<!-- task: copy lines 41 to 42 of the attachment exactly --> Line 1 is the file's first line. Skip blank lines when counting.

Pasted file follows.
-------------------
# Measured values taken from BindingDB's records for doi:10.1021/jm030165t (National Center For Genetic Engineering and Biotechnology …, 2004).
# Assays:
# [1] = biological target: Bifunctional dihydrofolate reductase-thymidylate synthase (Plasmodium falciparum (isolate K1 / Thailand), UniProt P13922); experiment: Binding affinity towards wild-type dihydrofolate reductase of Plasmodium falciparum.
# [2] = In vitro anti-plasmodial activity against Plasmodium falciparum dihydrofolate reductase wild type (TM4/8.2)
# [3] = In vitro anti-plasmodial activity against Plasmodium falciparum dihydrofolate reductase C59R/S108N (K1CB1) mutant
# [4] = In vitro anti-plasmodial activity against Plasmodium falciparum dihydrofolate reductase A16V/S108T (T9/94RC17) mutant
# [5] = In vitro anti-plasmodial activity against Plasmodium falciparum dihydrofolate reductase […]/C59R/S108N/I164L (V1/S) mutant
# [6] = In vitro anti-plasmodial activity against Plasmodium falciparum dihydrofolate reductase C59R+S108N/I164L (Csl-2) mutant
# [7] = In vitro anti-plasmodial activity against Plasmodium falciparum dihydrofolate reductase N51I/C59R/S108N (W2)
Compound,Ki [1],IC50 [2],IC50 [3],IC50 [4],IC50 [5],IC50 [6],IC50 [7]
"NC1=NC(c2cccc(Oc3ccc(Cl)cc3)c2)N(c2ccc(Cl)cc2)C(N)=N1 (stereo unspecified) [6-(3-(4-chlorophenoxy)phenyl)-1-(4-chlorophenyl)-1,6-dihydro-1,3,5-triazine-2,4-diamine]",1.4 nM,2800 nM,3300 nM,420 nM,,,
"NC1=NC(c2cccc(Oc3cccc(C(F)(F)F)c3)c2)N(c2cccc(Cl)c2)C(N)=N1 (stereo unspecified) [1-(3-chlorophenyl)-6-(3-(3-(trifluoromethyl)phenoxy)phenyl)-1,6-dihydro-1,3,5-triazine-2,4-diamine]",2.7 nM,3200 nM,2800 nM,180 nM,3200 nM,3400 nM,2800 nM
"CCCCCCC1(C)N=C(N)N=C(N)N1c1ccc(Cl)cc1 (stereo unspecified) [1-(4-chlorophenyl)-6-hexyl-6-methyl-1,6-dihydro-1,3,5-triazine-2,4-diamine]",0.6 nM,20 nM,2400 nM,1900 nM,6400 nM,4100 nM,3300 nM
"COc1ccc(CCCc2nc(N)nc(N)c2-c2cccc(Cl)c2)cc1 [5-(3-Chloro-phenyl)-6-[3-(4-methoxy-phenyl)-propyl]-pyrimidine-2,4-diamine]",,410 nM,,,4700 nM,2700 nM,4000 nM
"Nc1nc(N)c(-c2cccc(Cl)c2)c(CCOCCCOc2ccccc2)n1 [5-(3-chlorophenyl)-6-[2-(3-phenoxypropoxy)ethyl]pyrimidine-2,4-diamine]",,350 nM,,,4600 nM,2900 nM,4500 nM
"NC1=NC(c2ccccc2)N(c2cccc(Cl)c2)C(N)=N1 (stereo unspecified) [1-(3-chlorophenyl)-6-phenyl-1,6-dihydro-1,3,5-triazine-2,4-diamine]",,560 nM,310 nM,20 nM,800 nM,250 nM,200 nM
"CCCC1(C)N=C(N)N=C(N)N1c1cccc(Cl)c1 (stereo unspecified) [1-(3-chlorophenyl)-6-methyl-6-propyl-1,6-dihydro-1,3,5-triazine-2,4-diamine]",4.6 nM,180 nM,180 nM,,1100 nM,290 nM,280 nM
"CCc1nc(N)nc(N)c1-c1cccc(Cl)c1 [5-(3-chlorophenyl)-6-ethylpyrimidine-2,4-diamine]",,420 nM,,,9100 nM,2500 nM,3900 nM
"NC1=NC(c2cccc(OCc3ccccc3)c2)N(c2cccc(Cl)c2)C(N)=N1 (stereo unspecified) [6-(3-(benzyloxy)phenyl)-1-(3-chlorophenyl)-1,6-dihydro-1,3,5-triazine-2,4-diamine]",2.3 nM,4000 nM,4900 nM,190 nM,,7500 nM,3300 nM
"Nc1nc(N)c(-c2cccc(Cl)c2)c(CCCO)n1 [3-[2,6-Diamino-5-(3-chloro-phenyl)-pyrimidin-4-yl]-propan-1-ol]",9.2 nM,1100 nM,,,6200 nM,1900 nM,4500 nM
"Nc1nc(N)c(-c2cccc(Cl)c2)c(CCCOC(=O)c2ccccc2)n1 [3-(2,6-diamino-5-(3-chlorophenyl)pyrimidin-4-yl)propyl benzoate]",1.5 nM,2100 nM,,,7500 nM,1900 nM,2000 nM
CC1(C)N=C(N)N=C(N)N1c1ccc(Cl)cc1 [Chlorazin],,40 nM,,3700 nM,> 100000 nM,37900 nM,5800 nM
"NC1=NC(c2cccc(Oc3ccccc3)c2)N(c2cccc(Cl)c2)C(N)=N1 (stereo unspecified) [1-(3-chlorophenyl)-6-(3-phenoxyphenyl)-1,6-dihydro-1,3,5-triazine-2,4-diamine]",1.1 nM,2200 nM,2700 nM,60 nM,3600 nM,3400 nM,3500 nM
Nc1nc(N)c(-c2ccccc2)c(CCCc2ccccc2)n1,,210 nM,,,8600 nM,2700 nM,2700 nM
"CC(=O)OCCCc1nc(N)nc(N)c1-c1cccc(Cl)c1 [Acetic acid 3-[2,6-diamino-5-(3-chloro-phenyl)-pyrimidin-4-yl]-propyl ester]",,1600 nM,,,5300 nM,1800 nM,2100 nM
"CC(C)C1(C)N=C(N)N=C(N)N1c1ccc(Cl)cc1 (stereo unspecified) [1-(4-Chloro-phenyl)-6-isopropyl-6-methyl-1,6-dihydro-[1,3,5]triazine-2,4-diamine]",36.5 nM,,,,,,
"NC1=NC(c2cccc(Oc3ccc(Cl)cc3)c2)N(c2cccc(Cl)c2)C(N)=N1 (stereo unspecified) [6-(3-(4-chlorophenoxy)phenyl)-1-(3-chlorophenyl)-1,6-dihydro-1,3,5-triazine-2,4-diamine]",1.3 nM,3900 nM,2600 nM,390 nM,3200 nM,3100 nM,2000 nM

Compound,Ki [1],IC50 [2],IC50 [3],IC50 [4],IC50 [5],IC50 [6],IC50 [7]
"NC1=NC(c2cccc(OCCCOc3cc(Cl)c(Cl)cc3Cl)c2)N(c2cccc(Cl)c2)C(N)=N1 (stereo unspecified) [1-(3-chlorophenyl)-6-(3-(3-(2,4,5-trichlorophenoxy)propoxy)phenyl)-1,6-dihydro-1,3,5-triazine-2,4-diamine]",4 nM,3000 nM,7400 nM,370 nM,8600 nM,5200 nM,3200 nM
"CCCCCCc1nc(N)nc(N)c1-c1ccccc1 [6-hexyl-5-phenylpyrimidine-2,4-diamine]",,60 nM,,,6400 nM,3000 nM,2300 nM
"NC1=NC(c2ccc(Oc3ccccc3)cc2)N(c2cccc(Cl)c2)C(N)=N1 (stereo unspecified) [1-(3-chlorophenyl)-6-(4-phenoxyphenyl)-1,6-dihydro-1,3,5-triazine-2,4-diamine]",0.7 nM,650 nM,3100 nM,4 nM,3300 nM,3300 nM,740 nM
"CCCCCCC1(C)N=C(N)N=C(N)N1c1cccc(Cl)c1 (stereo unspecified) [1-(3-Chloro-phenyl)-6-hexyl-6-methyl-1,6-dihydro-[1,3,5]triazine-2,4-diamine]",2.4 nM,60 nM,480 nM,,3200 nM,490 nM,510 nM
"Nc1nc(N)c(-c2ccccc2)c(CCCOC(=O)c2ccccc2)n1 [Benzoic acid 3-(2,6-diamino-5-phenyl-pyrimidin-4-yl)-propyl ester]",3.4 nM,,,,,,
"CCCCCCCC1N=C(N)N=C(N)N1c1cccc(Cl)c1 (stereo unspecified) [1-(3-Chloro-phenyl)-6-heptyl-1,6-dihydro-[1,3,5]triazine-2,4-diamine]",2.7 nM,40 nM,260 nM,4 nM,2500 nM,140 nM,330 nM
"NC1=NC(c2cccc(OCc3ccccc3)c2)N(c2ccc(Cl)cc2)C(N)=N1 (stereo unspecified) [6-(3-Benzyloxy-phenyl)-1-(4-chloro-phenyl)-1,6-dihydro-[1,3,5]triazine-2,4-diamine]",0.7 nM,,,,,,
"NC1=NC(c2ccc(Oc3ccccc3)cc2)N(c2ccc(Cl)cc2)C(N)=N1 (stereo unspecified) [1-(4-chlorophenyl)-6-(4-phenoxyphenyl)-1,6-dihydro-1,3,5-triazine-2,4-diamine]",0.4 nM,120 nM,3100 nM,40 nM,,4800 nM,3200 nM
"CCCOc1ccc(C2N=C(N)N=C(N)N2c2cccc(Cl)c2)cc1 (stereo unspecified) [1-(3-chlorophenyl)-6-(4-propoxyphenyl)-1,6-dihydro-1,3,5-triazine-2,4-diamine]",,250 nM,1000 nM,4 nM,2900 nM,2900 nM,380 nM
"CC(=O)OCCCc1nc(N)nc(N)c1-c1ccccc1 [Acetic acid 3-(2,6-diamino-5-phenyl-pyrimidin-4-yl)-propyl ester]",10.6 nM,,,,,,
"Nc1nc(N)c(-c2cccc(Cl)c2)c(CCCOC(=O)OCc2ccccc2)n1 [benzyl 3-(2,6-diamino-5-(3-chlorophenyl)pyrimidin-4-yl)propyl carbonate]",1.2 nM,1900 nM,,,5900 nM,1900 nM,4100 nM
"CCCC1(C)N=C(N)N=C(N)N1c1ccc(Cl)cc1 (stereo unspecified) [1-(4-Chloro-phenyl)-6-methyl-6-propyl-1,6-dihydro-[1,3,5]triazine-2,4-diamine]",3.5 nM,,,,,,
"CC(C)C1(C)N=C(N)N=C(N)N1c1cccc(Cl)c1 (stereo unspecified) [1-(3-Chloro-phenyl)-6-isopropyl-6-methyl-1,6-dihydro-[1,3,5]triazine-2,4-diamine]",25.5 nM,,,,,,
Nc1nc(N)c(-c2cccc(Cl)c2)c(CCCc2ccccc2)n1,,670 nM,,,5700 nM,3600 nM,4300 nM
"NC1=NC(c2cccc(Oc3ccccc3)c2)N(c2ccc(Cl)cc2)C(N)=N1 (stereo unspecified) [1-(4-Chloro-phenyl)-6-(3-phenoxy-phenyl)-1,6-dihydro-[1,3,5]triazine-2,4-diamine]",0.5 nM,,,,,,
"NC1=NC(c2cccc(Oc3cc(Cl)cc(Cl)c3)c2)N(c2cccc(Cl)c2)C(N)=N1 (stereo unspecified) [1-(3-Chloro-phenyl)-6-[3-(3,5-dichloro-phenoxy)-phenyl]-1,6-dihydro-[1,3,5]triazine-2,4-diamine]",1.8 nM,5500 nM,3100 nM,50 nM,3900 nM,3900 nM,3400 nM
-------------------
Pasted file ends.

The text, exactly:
"CC(C)C1(C)N=C(N)N=C(N)N1c1cccc(Cl)c1 (stereo unspecified) [1-(3-Chloro-phenyl)-6-isopropyl-6-methyl-1,6-dihydro-[1,3,5]triazine-2,4-diamine]",25.5 nM,,,,,,
Nc1nc(N)c(-c2cccc(Cl)c2)c(CCCc2ccccc2)n1,,670 nM,,,5700 nM,3600 nM,4300 nM